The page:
There are many businesses listed that are showing that they lost 100% of their business to the smoking ban. Are you trying to tell me that these business didn't have one non-smoking customer? I can not believe that. I am currently a non-smoker, but I have made purchases in a smoke shop. I'm sure each of these businesses had non-smoking customers, but they are trying to manipulate the statistics. You can believe what you want. I believe what I have seen with my own eyes. I don't believe the information from your link.

pooltchr
01-18-2006, 08:16 AM
The ones that show 100% are the ones that were forced to close their businesses following the ban.
Steve

Gayle in MD
01-18-2006, 09:25 AM
Steve, this is one time I can honestly say that I agree with everything in your post, LOL.

People should have the option of whether they want to go out to a place where they can smoke, or a place which bans smoking. Personally, I think separate smoking areas would be sufficient, if the businesses spent enough money for ventilation, and smoke eaters. The one place where I think there should be no smoking is on the airlines.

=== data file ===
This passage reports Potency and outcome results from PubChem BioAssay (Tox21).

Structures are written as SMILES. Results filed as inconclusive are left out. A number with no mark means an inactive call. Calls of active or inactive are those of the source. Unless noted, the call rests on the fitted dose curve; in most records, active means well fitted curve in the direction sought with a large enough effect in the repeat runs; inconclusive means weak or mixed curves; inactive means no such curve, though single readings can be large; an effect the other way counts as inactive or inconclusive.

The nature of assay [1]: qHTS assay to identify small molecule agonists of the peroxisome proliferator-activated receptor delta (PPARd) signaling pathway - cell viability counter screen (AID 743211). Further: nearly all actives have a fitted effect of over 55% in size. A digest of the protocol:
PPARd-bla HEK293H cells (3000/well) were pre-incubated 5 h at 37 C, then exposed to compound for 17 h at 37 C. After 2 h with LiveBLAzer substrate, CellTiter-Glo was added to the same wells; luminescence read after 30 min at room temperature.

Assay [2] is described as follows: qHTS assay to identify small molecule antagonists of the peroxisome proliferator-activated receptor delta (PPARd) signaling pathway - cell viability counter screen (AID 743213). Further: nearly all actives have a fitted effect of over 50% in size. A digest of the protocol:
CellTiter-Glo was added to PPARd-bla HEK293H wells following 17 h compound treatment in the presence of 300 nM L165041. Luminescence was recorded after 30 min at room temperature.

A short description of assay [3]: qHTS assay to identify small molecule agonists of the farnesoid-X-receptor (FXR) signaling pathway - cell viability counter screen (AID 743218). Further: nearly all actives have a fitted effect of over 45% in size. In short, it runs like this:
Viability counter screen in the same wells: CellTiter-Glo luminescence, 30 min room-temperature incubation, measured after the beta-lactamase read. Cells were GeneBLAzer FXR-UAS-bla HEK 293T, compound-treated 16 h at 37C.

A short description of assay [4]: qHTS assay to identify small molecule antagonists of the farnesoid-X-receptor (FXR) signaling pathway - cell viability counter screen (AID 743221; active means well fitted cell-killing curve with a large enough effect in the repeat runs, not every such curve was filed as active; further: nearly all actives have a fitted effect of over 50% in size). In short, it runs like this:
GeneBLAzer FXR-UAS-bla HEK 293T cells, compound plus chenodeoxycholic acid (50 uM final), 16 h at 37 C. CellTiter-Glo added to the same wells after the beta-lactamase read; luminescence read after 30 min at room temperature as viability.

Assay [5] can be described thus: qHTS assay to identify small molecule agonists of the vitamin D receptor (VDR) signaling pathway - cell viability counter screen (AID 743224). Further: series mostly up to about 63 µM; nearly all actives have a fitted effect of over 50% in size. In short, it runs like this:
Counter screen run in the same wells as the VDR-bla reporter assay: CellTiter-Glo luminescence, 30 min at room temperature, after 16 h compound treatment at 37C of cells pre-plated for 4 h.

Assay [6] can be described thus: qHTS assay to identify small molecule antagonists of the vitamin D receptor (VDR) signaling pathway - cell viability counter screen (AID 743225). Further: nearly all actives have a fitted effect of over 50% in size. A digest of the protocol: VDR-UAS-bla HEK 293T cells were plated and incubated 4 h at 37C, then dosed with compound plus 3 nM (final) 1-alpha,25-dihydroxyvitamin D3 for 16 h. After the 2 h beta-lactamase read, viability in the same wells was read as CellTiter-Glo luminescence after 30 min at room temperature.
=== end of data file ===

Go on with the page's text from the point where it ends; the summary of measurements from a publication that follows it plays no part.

Gayle in Md.

SpiderMan
01-18-2006, 11:45 AM
Gayle, this is one time I can honestly say that I agree with everything in your post, LOL.

I've never smoked, and wish everyone could stop, but the hypocricy of this legislation is boundless. I can decide for myself whether the benefits of an establishment that allows smoking outweigh my discomfort at breathing there.

Hey, what party did the co-sponsors of this bill belong to? Throw the bribe-taking crooks out! /ccboard/images/graemlins/grin.gif

SpiderMan

<blockquote><font class="small">Quote Gayle in MD:</font><hr> Steve, this is one time I can honestly say that I agree with everything in your post, LOL.

People should have the option of whether they want to go out to a place where they can smoke, or a place which bans smoking. Personally, I think separate smoking areas would be sufficient, if the businesses spent enough money for ventilation, and smoke eaters. The one place where I think there should be no smoking is on the airlines.

Gayle in Md. <hr /></blockquote>

pooltchr
01-18-2006, 11:45 AM
<blockquote><font class="small">Quote Gayle in MD:</font><hr> Steve, this is one time I can honestly say that I agree with everything in your post, LOL.